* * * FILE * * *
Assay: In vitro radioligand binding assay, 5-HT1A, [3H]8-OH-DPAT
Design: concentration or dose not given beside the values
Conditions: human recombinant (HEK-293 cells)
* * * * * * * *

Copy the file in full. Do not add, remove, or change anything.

Assay: In vitro radioligand binding assay, 5-HT1A, [3H]8-OH-DPAT
Design: concentration or dose not given beside the values
Conditions: human recombinant (HEK-293 cells)